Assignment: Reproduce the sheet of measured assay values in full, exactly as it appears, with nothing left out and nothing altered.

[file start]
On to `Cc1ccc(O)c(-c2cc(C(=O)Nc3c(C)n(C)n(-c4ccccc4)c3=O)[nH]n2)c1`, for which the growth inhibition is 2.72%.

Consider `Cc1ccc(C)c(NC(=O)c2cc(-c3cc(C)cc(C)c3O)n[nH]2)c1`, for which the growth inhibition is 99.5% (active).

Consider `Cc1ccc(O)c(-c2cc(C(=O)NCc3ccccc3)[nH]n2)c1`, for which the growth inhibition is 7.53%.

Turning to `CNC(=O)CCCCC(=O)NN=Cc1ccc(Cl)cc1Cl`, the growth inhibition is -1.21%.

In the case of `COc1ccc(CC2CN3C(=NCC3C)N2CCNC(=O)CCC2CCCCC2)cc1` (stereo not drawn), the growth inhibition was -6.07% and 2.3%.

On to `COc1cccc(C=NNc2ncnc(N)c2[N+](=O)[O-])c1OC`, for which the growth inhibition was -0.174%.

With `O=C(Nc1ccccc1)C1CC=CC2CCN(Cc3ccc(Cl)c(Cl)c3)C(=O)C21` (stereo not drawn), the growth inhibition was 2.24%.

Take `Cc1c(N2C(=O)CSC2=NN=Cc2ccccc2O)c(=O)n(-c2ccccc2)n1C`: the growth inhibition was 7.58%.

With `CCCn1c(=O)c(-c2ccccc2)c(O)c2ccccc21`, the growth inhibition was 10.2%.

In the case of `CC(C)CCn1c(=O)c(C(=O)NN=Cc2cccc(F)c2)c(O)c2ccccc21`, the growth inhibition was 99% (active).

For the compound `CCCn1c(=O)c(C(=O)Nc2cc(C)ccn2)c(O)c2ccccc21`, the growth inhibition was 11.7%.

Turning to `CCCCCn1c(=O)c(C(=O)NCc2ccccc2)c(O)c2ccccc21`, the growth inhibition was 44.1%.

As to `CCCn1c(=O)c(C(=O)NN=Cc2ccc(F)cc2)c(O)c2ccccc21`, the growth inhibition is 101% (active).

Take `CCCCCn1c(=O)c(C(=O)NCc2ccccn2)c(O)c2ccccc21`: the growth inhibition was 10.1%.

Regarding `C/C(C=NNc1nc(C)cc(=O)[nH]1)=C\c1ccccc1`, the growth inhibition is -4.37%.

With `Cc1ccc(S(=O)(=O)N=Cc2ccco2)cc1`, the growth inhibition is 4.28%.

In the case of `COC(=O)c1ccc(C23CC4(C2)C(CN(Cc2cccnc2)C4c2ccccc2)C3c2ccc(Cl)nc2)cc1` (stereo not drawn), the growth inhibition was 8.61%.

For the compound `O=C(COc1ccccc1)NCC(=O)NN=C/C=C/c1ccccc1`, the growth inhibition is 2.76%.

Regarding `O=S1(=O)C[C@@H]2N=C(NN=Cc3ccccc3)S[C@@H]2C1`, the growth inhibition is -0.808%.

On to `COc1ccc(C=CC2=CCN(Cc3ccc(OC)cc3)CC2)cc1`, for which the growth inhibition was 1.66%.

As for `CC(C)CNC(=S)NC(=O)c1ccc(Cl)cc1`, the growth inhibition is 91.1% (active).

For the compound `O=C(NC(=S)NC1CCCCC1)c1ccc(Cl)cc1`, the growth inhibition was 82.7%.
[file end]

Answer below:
On to `Cc1ccc(O)c(-c2cc(C(=O)Nc3c(C)n(C)n(-c4ccccc4)c3=O)[nH]n2)c1`, for which the growth inhibition is 2.72%.

Consider `Cc1ccc(C)c(NC(=O)c2cc(-c3cc(C)cc(C)c3O)n[nH]2)c1`, for which the growth inhibition is 99.5% (active).

Consider `Cc1ccc(O)c(-c2cc(C(=O)NCc3ccccc3)[nH]n2)c1`, for which the growth inhibition is 7.53%.

Turning to `CNC(=O)CCCCC(=O)NN=Cc1ccc(Cl)cc1Cl`, the growth inhibition is -1.21%.

In the case of `COc1ccc(CC2CN3C(=NCC3C)N2CCNC(=O)CCC2CCCCC2)cc1` (stereo not drawn), the growth inhibition was -6.07% and 2.3%.

On to `COc1cccc(C=NNc2ncnc(N)c2[N+](=O)[O-])c1OC`, for which the growth inhibition was -0.174%.

With `O=C(Nc1ccccc1)C1CC=CC2CCN(Cc3ccc(Cl)c(Cl)c3)C(=O)C21` (stereo not drawn), the growth inhibition was 2.24%.

Take `Cc1c(N2C(=O)CSC2=NN=Cc2ccccc2O)c(=O)n(-c2ccccc2)n1C`: the growth inhibition was 7.58%.

With `CCCn1c(=O)c(-c2ccccc2)c(O)c2ccccc21`, the growth inhibition was 10.2%.

In the case of `CC(C)CCn1c(=O)c(C(=O)NN=Cc2cccc(F)c2)c(O)c2ccccc21`, the growth inhibition was 99% (active).

For the compound `CCCn1c(=O)c(C(=O)Nc2cc(C)ccn2)c(O)c2ccccc21`, the growth inhibition was 11.7%.

Turning to `CCCCCn1c(=O)c(C(=O)NCc2ccccc2)c(O)c2ccccc21`, the growth inhibition was 44.1%.

As to `CCCn1c(=O)c(C(=O)NN=Cc2ccc(F)cc2)c(O)c2ccccc21`, the growth inhibition is 101% (active).

Take `CCCCCn1c(=O)c(C(=O)NCc2ccccn2)c(O)c2ccccc21`: the growth inhibition was 10.1%.

Regarding `C/C(C=NNc1nc(C)cc(=O)[nH]1)=C\c1ccccc1`, the growth inhibition is -4.37%.

With `Cc1ccc(S(=O)(=O)N=Cc2ccco2)cc1`, the growth inhibition is 4.28%.

In the case of `COC(=O)c1ccc(C23CC4(C2)C(CN(Cc2cccnc2)C4c2ccccc2)C3c2ccc(Cl)nc2)cc1` (stereo not drawn), the growth inhibition was 8.61%.

For the compound `O=C(COc1ccccc1)NCC(=O)NN=C/C=C/c1ccccc1`, the growth inhibition is 2.76%.

Regarding `O=S1(=O)C[C@@H]2N=C(NN=Cc3ccccc3)S[C@@H]2C1`, the growth inhibition is -0.808%.

On to `COc1ccc(C=CC2=CCN(Cc3ccc(OC)cc3)CC2)cc1`, for which the growth inhibition was 1.66%.

As for `CC(C)CNC(=S)NC(=O)c1ccc(Cl)cc1`, the growth inhibition is 91.1% (active).

For the compound `O=C(NC(=S)NC1CCCCC1)c1ccc(Cl)cc1`, the growth inhibition was 82.7%.